On Aug. 5, Sweetwater Mayor José Diaz spoke to former Mayor Manuel “Manny” Maroño about a personal matter. Thirty minutes later that morning, Diaz’s political career quickly changed: The FBI arrested Maroño on bribery charges and was later suspended by Gov. Rick Scott.
“Everything was great and in 30 minutes I heard about the situation that was difficult,” he said in the first interview in which he spoke about Maroño’s arrest. “It was lamentable.”
Diaz, who served as commission president and vice mayor, had kept mum on the situation until now. He was sworn in Aug. 12 at city hall quietly with no press around. Commission Vice President José A. Bergouignan was sworn in as the city vice mayor. If Diaz were to serve as mayor, he would serve Maroño’s term till May 2015.
Diaz, who is Cuban-born, had served on the commission for 12 years and worked as a teacher at an all-girls Young Women’s Preparatory Academy in Miami. He even won a teaching award from the Hispanic television network Univisión.
He said the transition from being a teacher to being acting mayor has caused sleepless nights.
“The adjustment has been a non-adjustment,” he said in Spanish.
Sweetwater has a strong-mayor form of government, so Diaz will also serve as the city manager. Diaz, who holds a bachelor’s of science degree in public administration from Barry University, said he doesn’t intend to change anything from the past administration other than to make improvements.
“I am not celebrating,” he said in reference of his taking the acting-mayor job. “I am responsible for the community. No one can deny, in the last 10 years that Sweetwater has changed radically, toward a better future, and it is not José Diaz who will stop that future. It is a great responsibility, but I am honored.”
Since taking the position, Diaz has moved to the mayor’s office where all of Maroño’s mementos such as photographs and other items have since been removed.
However, the Maroño family presence is still felt. Isolina Maroño sits on the commission after being elected this year. She was appointed last year after a commissioner’s death. His uncle Antero Espinosa is the city’s maintenance director. Jennifer Muñoz-Maroño, his wife, has worked for the city since 2001 as director of special projects.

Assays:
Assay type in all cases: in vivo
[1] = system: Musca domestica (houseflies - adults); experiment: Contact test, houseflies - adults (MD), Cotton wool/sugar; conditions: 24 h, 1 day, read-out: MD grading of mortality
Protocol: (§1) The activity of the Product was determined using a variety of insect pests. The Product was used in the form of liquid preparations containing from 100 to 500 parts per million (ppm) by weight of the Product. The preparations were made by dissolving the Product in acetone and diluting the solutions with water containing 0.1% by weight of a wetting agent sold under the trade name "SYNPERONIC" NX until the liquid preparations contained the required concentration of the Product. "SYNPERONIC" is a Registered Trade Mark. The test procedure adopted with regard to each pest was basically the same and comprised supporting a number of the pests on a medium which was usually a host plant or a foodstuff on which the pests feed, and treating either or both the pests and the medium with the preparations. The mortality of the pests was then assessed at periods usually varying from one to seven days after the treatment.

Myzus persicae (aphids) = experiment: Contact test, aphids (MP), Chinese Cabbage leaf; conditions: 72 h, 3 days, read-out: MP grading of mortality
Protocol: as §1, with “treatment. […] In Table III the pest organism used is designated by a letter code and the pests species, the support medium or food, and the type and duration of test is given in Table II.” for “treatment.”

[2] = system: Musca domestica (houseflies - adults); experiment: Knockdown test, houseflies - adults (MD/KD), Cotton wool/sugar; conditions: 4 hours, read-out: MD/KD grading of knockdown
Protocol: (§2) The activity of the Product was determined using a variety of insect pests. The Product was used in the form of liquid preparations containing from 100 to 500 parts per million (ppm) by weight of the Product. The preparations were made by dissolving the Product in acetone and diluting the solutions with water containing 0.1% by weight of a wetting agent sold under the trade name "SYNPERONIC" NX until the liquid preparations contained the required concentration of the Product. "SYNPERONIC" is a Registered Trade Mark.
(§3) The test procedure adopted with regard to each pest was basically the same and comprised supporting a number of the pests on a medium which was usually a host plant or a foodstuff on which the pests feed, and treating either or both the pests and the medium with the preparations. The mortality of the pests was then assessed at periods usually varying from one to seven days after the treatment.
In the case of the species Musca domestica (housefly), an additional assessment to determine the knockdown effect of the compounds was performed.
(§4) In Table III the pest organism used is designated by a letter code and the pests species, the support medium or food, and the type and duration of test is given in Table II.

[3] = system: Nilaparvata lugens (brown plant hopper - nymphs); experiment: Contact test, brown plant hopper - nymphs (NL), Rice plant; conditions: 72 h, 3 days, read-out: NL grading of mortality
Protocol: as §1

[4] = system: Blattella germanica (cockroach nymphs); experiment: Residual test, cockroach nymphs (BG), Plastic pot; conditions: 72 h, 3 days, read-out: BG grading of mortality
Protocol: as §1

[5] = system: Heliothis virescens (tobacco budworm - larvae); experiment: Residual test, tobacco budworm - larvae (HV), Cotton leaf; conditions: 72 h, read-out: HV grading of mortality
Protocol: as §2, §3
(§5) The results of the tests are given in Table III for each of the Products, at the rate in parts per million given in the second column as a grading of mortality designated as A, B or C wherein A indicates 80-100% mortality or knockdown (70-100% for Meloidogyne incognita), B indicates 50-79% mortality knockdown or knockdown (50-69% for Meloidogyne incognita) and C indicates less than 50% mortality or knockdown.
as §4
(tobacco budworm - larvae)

Diaz says he won’t fire anyone and has no intention of changing the staff.
“If there are employees from the previous administration and they are Maroño’s family members, well, I know it doesn’t look right, but how am I going to fire someone who is working well?” he said. “It’s controversial and we have lived with it.”
Diaz said that once he took office he gathered the entire city staff and asked them to “embark on a boat full of hope with respect, cooperation and professionalism.”
As of now, there hasn’t been any information on Maroño’s allegations or his future, but Diaz says that if the old mayor were to return, he would be content.
“If Maroño returns, I would have an ally to move forward to advance Sweetwater in all involvement,” he said. “And, I would gladly return to teach because I miss my students and colleagues. Teaching has been my passion.”
In less than a month, he says that his staff and commissioners have welcomed him in his new role. He has made some changes such as in the upcoming 2013-14 budget. For example, plans to purchase a $104,000 flatbed truck that would have delivered equipment across the city has been scratched.
“If we have a sidewalk that needs to get fixed, a grant won’t pay for it,” he said. “I’d rather pay for the sidewalk, so a senior citizen won’t trip and fall.”
He says his plans are to continue to grow the city and be recognized as a university town. Florida International University is just a few minutes away from city hall.
“We have a coalition with FIU,” he said. “We want Central and South America and Europe to know that Sweetwater, although a small city in Miami-Dade County, is surrounded by technology, beauty, entertainment, security and education.”
Diaz who has lived in the Sweetwater for over 20 years says, if he remains as mayor, he intends to run a campaign to keep his seat in 2015.
“I will already start to work on my campaign and would count on the community to vote for me for this position,” he said. “It would be an honor.”
He says his goal is to continue the legacy of a growing and prosperous city.
“I am a dreamer,” he said. “There are areas to fix in our lives and it motivates me on how to better on what we already have.”
Sweetwater currently has a vacant commission seat. Plans are that the commission will appoint someone at their upcoming meeting Sept. 9 at 8 p.m. at City Hall, 500 S.W. 109 Ave.